Canfield wisely practiced what he preached -- and persisted. Ultimately, he and Hansen sold the first Chicken Soup for the Soul book to a small press based in Deerfield Beach, Florida, called Health Communications. The rest, as they say, is history. There are currently 80 million copies of the Chicken Soup books in print, with subjects as varied as Chicken Soup For the Horse Lover's Soul and Chicken Soup For the Prisoner's Soul. Canfield and Hansen ranked as the top-selling authors of 1997 and are multiple New York Times bestsellers. Most important of all, the inspirational stories they have gathered in their many volumes have improved the lives of countless readers.

This year, expect to see Canfield's name gracing the covers of such titles as Chicken Soup For the Scrapbooker's Soul, Chicken Soup For the Mother and Son Soul, and Chicken Soup For the African American Woman's Soul. He and Hansen have also launched the all-new "Healthy Living" series and 8 titles in that series have already been released this year. There is also the fascinating You've GOT to Read This Book!, in which Canfield compiles personal accounts by 55 people each discussing a book that has changed his or her life. The most compelling of these may be the story of young entrepreneur Farrah Gray, who read Deepak Chopra's The Seven Spiritual Laws of Success at the age of 11 and made his first million dollars at the age of 14!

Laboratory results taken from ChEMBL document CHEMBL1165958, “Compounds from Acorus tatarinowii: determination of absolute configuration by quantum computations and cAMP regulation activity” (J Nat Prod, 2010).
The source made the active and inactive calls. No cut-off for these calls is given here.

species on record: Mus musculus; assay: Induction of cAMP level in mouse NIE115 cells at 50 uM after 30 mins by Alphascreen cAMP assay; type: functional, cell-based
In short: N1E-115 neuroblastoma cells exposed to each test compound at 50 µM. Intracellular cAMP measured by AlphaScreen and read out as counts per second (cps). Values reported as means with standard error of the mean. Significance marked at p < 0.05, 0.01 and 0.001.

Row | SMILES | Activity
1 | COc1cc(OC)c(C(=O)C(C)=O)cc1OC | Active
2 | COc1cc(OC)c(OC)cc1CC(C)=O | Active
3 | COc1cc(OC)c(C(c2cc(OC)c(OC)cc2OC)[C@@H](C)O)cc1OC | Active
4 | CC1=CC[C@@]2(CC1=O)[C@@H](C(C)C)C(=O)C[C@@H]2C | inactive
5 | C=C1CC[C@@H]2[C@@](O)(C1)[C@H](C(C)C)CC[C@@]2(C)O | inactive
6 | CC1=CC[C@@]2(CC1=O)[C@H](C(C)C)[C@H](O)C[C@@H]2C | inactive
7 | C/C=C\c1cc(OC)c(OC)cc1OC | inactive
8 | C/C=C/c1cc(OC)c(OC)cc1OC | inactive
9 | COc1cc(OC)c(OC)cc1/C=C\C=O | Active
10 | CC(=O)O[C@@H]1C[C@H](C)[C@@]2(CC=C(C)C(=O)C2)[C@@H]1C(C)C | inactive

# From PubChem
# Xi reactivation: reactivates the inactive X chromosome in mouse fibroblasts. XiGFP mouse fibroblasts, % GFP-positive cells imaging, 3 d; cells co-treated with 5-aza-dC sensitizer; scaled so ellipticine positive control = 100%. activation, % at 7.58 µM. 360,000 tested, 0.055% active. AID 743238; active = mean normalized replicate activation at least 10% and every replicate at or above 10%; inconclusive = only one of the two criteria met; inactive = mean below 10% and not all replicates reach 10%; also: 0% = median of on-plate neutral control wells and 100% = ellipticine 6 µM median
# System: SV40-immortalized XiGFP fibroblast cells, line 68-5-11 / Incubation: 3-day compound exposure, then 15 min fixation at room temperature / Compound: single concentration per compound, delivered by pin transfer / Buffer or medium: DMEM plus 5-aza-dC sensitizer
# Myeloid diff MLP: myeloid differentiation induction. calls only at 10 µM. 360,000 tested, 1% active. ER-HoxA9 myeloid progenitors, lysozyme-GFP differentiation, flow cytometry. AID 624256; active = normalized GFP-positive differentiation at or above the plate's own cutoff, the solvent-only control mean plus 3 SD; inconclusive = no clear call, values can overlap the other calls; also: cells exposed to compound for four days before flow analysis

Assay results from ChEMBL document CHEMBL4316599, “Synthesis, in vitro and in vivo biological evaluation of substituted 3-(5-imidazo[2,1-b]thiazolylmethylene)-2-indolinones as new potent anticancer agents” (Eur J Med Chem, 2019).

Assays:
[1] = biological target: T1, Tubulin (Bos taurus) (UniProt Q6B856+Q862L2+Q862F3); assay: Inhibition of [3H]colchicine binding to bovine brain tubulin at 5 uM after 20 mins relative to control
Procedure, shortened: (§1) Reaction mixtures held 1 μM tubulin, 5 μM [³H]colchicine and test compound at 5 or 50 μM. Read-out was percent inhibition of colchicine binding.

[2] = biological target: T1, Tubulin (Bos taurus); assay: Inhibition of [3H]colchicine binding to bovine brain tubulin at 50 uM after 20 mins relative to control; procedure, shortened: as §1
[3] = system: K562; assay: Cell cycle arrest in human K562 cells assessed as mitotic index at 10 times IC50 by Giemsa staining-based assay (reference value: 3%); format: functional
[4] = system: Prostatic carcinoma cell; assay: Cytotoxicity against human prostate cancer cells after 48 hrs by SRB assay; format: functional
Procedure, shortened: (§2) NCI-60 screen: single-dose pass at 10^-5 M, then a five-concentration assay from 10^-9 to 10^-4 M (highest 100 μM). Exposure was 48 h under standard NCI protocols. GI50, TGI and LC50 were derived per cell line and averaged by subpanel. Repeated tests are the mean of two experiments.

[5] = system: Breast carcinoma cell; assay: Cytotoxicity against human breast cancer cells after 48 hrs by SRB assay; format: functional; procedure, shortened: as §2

With no sign of slowing down, Canfield continues to be an inspiration to millions, who fortunately refused to give up when it seemed as though he would never even get his first book published. "Mark and I are big believers in perseverance," he said. "If you have a vision and a life purpose, and you believe in it, then you do not let external events tell you what is so. You follow your internal guidance and follow your bliss, as Joseph Campbell used to say."

Good To Know

Canfield is the founder of two California based self-esteem programs, "Self-Esteem Seminars" in Santa Barbara and "The Foundation For Self Esteem" in Culver City.

Writing the first Chicken Soup book was a lot more daunting than Canfield expected. After the first three years of research, he and Mark Victor Hansen had only compiled 68 stories -- 33 tales shy of their goal of 101 stories.

Along with co-writing dozens of full-length books, Canfield also publishes a free biweekly newsletter called Success Strategies.

Some fun and fascinating outtakes from our interview with Canfield:

"My inspiration for writing comes from my passion for teaching others how to live more effective lives. I started out as a history teacher in an all-black inner city high school in Chicago, graduated to a teacher trainer, then psychotherapist, then trainer of therapists, then large group transformational trainer and then a writer and keynote speaker. All along the way, my desire was to make a difference, to help people live more fulfilling lives. That is what I still do today. Most people don't know this but I was not a good writer in college. I got a C in composition. Nobody would have ever believed I would grow up to be a bestselling author."